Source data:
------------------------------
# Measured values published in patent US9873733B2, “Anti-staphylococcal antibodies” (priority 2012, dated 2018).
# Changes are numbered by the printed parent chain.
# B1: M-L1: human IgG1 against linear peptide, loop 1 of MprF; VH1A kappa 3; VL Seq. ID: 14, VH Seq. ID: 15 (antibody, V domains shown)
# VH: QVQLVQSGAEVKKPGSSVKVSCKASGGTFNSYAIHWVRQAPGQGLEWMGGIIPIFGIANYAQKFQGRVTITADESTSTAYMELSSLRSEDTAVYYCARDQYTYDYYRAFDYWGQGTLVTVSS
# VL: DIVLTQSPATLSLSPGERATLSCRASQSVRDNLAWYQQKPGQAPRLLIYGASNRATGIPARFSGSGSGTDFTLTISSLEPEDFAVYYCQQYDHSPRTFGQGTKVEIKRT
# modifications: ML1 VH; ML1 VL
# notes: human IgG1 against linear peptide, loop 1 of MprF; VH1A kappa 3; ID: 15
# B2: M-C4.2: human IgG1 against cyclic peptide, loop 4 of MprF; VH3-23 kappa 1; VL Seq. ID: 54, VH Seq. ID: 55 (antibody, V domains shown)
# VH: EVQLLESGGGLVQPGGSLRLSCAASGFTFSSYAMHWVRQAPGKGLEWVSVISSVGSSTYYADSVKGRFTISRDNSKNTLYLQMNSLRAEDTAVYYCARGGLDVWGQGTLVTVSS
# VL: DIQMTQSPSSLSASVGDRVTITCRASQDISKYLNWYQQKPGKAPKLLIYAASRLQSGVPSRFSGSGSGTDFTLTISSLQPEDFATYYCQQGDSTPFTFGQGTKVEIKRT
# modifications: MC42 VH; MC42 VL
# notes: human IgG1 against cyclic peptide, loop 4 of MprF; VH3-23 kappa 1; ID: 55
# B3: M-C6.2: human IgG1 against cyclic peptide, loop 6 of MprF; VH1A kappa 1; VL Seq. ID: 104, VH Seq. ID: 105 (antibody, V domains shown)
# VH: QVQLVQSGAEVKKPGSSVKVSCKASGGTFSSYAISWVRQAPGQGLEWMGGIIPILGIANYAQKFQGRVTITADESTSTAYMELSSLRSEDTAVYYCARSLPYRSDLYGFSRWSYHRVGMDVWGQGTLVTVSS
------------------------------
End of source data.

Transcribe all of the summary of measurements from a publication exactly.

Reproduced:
# Measured values published in patent US9873733B2, “Anti-staphylococcal antibodies” (priority 2012, dated 2018).
# Changes are numbered by the printed parent chain.
# B1: M-L1: human IgG1 against linear peptide, loop 1 of MprF; VH1A kappa 3; VL Seq. ID: 14, VH Seq. ID: 15 (antibody, V domains shown)
# VH: QVQLVQSGAEVKKPGSSVKVSCKASGGTFNSYAIHWVRQAPGQGLEWMGGIIPIFGIANYAQKFQGRVTITADESTSTAYMELSSLRSEDTAVYYCARDQYTYDYYRAFDYWGQGTLVTVSS
# VL: DIVLTQSPATLSLSPGERATLSCRASQSVRDNLAWYQQKPGQAPRLLIYGASNRATGIPARFSGSGSGTDFTLTISSLEPEDFAVYYCQQYDHSPRTFGQGTKVEIKRT
# modifications: ML1 VH; ML1 VL
# notes: human IgG1 against linear peptide, loop 1 of MprF; VH1A kappa 3; ID: 15
# B2: M-C4.2: human IgG1 against cyclic peptide, loop 4 of MprF; VH3-23 kappa 1; VL Seq. ID: 54, VH Seq. ID: 55 (antibody, V domains shown)
# VH: EVQLLESGGGLVQPGGSLRLSCAASGFTFSSYAMHWVRQAPGKGLEWVSVISSVGSSTYYADSVKGRFTISRDNSKNTLYLQMNSLRAEDTAVYYCARGGLDVWGQGTLVTVSS
# VL: DIQMTQSPSSLSASVGDRVTITCRASQDISKYLNWYQQKPGKAPKLLIYAASRLQSGVPSRFSGSGSGTDFTLTISSLQPEDFATYYCQQGDSTPFTFGQGTKVEIKRT
# modifications: MC42 VH; MC42 VL
# notes: human IgG1 against cyclic peptide, loop 4 of MprF; VH3-23 kappa 1; ID: 55
# B3: M-C6.2: human IgG1 against cyclic peptide, loop 6 of MprF; VH1A kappa 1; VL Seq. ID: 104, VH Seq. ID: 105 (antibody, V domains shown)
# VH: QVQLVQSGAEVKKPGSSVKVSCKASGGTFSSYAISWVRQAPGQGLEWMGGIIPILGIANYAQKFQGRVTITADESTSTAYMELSSLRSEDTAVYYCARSLPYRSDLYGFSRWSYHRVGMDVWGQGTLVTVSS